The Wall Street Journal

Kissinger Sees a Global Leadership Vacuum

A dearth of statesmen has left the world misruled by populists and technocrats.

Ravenel B. Curry III Distinguished Fellow in Strategy and Statesmanship
Dr. Henry A. Kissinger delivers remarks during an award ceremony hosted by the Secretary of Defense at the Pentagon honoring him for his years of distinguished public service May 9, 2016. Dr. Kissinger was presented with the Department of Defense Medal for Distinguished Public Service.(DoD photo by Senior Master Sgt. Adrian Cadiz)(Released)
Henry Kissinger accepts the Department of Defense Medal for Distinguished Public Service at the Pentagon on May 9, 2016. (US Secretary of Defense via Flickr)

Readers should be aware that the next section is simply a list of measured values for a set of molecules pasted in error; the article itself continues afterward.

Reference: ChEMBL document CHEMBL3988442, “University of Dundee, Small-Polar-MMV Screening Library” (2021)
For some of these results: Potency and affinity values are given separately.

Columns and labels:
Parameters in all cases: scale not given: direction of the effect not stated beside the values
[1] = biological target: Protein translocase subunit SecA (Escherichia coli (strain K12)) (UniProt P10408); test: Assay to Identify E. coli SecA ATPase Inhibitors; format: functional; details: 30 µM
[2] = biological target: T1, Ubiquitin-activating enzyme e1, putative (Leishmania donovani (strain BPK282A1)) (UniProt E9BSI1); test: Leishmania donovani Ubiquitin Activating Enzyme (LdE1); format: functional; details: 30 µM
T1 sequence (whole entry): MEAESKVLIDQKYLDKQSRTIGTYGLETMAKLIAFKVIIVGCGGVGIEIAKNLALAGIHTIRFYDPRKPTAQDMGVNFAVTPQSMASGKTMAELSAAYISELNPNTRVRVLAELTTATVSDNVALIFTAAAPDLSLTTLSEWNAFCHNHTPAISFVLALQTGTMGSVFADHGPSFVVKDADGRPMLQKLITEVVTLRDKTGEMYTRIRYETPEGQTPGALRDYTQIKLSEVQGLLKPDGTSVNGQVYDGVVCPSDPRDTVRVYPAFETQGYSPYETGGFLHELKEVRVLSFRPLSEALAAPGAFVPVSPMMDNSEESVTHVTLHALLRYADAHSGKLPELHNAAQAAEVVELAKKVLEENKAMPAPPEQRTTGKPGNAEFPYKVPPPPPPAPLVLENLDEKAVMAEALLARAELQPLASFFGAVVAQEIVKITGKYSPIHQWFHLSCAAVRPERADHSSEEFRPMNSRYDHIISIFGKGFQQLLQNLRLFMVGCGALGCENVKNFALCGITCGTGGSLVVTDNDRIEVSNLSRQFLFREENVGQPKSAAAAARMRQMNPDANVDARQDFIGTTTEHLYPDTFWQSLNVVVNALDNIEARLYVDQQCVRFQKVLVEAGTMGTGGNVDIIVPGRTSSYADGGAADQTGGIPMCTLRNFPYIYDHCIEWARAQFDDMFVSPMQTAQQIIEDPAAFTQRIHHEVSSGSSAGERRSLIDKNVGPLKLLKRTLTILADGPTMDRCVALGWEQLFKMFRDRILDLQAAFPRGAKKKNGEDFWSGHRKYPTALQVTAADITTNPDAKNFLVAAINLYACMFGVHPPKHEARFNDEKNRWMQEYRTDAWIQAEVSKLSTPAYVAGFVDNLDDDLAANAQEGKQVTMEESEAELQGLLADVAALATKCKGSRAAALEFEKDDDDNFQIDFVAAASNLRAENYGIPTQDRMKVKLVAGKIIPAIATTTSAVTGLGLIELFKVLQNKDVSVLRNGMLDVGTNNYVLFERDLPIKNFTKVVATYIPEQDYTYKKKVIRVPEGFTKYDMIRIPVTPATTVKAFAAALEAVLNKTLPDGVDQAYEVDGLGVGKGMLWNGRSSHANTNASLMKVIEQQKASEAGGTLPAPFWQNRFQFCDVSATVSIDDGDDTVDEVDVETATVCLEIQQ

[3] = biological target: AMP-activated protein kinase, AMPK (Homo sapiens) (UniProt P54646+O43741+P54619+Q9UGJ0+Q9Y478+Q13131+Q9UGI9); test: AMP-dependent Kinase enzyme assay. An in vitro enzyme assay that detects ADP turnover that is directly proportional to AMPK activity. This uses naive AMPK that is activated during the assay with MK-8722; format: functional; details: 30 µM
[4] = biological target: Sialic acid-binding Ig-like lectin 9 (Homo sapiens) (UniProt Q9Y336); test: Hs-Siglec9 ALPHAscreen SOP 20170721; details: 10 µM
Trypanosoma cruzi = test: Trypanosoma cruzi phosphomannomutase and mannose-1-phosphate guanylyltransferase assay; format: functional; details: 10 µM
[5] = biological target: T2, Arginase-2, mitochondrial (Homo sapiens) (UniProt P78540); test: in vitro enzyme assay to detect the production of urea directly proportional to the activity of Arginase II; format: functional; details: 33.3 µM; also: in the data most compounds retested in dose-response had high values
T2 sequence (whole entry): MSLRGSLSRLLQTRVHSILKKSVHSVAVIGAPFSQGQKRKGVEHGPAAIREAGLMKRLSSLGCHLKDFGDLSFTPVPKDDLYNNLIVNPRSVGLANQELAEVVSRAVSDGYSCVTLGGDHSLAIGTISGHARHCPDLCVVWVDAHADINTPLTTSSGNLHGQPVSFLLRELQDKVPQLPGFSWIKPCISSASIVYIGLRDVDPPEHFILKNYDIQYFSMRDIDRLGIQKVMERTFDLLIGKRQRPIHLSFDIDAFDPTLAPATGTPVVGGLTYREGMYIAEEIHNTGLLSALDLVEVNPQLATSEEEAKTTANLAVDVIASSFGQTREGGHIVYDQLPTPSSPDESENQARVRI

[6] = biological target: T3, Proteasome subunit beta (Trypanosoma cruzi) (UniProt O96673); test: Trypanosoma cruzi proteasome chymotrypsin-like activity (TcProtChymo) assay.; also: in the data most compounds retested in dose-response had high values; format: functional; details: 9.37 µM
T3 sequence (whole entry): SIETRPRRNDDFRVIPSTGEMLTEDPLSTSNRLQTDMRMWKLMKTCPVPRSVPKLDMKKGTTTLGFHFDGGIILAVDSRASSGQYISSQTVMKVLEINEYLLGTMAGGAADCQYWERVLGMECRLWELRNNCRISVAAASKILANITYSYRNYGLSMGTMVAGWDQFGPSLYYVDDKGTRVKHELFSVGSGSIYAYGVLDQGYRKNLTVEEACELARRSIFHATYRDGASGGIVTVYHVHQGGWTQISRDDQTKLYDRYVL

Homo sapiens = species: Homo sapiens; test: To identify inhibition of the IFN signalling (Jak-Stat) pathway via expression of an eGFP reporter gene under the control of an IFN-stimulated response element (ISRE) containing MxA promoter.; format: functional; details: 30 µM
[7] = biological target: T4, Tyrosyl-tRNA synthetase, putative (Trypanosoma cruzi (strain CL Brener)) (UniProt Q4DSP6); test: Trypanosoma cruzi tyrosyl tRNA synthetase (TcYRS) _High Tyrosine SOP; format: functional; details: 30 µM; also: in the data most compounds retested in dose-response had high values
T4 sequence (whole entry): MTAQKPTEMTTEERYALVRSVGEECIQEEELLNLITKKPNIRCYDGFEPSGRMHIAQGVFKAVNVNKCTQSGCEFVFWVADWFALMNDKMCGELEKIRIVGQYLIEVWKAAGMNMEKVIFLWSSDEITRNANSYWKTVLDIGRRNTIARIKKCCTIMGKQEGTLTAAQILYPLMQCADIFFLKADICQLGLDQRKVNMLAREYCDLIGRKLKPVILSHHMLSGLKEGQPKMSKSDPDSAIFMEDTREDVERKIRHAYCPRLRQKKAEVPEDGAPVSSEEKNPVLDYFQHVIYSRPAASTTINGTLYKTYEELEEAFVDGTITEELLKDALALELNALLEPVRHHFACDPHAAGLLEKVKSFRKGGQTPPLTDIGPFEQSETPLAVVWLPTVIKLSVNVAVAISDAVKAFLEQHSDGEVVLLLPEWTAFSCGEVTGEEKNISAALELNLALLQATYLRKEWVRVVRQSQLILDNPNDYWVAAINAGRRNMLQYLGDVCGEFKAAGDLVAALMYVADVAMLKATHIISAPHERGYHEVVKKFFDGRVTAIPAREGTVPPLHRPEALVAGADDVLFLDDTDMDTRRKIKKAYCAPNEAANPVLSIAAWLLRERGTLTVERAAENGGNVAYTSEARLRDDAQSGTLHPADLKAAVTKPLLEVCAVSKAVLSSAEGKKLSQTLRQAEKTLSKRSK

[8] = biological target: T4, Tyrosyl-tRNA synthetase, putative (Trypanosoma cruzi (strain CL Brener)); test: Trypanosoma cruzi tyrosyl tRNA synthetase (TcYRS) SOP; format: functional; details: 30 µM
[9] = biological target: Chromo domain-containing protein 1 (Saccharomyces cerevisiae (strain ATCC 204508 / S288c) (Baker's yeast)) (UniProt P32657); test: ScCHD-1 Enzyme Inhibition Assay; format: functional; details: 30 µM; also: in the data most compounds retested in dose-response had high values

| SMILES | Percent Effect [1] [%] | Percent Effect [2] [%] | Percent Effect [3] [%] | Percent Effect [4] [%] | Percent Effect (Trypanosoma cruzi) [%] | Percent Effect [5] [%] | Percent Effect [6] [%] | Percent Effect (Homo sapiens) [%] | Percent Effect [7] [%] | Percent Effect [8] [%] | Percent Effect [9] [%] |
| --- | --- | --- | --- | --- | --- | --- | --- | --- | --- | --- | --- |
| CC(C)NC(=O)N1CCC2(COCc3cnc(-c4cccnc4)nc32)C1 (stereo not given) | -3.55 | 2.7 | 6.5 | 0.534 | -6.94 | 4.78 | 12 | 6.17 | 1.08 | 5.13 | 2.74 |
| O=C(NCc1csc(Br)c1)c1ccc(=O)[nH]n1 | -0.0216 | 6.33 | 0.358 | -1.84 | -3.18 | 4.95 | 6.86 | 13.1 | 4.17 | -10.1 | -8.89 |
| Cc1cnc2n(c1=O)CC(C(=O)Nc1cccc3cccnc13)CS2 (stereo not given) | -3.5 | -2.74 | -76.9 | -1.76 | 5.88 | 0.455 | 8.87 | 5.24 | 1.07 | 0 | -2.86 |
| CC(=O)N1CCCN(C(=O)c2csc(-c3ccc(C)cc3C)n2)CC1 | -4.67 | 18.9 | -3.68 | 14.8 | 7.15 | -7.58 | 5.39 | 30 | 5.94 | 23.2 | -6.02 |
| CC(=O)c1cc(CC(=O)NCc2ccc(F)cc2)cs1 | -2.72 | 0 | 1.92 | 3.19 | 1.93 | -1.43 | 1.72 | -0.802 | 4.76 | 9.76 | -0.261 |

Is the quality of world leadership declining just as humanity’s need for great leadership has become more urgent than ever? As I learned over a long lunch this month, Henry Kissinger thinks that is exactly where things stand, and he worries that civilization may be imperiled as a result.

Worry comes naturally to Mr. Kissinger. His first book, A World Restored (1957), laid out some basic ideas that dominate his thinking to this day. Mr. Kissinger believes that only a handful of people at any given time understand the complicated architecture of a viable world order, and that an even smaller number have the gifts of leadership required to create, defend or reform the delicate international framework that makes even partial peace possible.

Read the full article in the Wall Street Journal.